SampleServe Sampling and Reporting Digital Solution
April 19, 2023

Revolutionizing Groundwater Management: AI-Powered Fate and Transport Modeling using Low-Flow Sampling Data

Russell Schindler, CEO, P.G.

Russell Schindler is the founder and CEO of SampleServe, Inc. a company specializing in collecting environmental samples, data automation and environmental reporting. Mr. Schindler also founded Compliance, Inc. an environmental engineering company with offices in Detroit and Traverse City, MI. Russell is a Professional Geologist and a graduate of Western Michigan University and holds 7 patents related to environmental groundwater remediation and environmental data management and digital chain-of-custody. Russell is the founder and host of a monthly technology meetup group in northern Michigan call Russell is an avid sailboat racer and has completed 14 Chicago to Mackinaw races and 6 Port Huron to Mackinaw races.

Artificial intelligence (AI) has become a buzzword in lots of industries with its ability to analyze vast amounts of data and identify patterns that may be difficult or impossible to detect using traditional methods. However, I’ve yet to see an example where it is being used in the environmental industry.

One area where AI has huge potential is in the field of groundwater management. The measurement of hydraulic conductivity, which is essential in determining groundwater flow velocity, contaminant dispersion, and other nuances at a site, is a complex process when done manually. However, with the help of AI, this process can be simplified, and reliable hydraulic conductivity values can be calculated for each monitoring well every time it is sampled using low-flow methods. In fact, if you have the data digitally, it could even use the values from historical data.

The use of software in groundwater management can enhance the accuracy and reliability of data, which is essential in decision-making processes. SampleServe, which specializes in software for groundwater sampling, will soon (fall 2023) be adding the ability to automatically calculate hydraulic conductivity from low-flow sampling. We’ll do it in two ways. The first way will be calculated on the values collected during the low-flow sampling and draw-down stability process. Accurate information on well construction details and precision flow rate values will be important to an accurate conductivity value. The second optional way will be through measuring well head recovery time immediately after pumping has stopped. If both methods are done correctly, this second calculated value should be statistically similar to the first value.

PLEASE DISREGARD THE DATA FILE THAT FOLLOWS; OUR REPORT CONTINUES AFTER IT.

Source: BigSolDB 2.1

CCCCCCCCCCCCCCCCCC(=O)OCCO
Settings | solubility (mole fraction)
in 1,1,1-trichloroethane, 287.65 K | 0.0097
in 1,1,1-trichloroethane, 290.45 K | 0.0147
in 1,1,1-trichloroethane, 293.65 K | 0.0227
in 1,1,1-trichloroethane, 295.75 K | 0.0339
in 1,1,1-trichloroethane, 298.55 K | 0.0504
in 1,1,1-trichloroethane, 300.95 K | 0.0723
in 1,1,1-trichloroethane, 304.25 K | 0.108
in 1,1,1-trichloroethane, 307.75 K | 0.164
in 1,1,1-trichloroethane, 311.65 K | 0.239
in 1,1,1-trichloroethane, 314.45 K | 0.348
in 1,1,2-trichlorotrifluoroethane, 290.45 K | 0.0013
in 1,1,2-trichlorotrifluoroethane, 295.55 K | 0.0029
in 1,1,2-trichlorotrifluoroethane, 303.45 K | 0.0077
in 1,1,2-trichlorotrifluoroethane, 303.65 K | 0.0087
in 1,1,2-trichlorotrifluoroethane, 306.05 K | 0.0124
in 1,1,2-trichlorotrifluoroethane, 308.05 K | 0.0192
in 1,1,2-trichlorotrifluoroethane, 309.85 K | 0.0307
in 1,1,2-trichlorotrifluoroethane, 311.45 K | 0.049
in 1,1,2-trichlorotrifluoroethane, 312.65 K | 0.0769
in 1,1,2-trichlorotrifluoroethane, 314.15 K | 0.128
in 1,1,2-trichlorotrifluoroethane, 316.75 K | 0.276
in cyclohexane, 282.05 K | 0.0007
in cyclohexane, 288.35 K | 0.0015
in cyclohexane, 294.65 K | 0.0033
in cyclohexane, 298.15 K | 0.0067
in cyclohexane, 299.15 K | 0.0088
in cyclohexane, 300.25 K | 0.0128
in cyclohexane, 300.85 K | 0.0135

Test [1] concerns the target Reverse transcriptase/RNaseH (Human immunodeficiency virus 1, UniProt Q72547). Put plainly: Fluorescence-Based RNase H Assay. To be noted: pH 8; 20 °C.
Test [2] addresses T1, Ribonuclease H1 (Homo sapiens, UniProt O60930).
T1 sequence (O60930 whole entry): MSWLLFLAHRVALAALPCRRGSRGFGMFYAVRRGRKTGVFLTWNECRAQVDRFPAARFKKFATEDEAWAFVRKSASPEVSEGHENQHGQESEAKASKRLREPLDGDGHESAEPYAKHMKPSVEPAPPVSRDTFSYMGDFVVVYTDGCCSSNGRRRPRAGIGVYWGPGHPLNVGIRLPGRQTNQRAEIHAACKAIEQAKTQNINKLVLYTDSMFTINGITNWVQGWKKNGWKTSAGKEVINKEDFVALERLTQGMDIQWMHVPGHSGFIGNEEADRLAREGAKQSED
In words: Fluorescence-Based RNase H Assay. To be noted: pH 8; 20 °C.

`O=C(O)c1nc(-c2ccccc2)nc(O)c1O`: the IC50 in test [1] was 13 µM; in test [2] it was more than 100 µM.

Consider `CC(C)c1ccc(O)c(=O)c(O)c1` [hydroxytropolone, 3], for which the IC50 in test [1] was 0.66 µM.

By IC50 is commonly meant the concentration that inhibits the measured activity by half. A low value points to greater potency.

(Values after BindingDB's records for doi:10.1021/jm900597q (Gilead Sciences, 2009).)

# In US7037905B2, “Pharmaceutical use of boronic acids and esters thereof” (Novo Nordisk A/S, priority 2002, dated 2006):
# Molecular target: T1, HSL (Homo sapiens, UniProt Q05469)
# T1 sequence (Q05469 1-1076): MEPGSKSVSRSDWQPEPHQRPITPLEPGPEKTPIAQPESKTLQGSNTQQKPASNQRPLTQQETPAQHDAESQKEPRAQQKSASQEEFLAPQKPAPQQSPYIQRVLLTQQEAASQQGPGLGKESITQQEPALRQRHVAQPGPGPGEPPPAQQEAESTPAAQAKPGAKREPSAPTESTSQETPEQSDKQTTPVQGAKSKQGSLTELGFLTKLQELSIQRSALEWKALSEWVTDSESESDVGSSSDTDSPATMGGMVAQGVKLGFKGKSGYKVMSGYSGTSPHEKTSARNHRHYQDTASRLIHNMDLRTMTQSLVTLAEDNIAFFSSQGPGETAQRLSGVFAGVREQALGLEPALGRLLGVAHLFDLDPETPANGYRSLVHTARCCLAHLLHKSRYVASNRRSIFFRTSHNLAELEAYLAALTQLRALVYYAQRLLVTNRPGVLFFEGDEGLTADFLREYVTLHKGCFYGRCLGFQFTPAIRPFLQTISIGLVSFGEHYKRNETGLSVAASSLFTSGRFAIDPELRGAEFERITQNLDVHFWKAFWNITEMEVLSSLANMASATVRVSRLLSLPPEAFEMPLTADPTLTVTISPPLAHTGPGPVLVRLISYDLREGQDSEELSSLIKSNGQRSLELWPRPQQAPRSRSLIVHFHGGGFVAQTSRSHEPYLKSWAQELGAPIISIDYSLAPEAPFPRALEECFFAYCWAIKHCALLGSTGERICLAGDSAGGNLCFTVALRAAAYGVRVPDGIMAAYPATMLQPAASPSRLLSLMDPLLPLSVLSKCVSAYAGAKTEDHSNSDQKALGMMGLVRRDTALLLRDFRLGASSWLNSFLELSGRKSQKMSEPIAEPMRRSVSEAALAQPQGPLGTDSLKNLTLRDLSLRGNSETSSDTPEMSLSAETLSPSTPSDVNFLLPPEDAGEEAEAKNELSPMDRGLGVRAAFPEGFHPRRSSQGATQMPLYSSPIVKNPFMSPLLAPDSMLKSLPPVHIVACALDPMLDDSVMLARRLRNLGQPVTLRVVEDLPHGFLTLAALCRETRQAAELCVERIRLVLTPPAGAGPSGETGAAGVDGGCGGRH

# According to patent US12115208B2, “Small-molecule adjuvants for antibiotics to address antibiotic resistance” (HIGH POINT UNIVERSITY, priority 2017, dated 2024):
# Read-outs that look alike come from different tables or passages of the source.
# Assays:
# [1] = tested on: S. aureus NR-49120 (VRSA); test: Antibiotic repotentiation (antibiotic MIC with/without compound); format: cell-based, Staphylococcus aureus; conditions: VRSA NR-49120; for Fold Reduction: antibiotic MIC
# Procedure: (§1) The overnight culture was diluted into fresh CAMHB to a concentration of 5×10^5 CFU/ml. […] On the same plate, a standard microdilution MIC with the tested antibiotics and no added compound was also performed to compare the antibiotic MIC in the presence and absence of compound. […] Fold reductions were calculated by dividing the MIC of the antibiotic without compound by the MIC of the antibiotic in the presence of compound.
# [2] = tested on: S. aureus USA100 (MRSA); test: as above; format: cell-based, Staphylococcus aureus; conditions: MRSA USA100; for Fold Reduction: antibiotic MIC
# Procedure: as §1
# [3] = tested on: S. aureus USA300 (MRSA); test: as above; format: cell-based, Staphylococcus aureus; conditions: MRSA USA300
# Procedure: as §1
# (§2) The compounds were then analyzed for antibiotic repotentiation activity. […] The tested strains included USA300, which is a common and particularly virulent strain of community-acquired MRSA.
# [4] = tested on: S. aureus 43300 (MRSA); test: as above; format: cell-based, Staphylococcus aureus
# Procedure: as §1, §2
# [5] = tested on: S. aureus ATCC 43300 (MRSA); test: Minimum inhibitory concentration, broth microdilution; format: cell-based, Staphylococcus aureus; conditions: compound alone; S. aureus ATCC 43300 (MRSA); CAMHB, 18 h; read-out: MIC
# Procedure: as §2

So, Russell, why would anyone want to do that? Because hydraulic conductivity values can be used in fate and transport modeling and AI learning to predict the future movement and concentration of contaminants in groundwater. The ability to accurately predict outcomes in the future from current data sets is critical in managing contaminated sites and protecting human health and the environment.

AI is rapidly becoming a big productivity lever because of its ability to analyze vast amounts of data, identify patterns, and make informed decisions. It’s becoming a valuable tool in other industries and soon will be an invaluable tool in groundwater management as well. With the help of algorithms and other AI-powered software, the complex process of measuring hydraulic conductivity can be simplified, leading to more accurate and reliable data. As SampleServe’s use of AI technology evolves, it will undoubtedly become an indispensable tool in the field of groundwater management and beyond.

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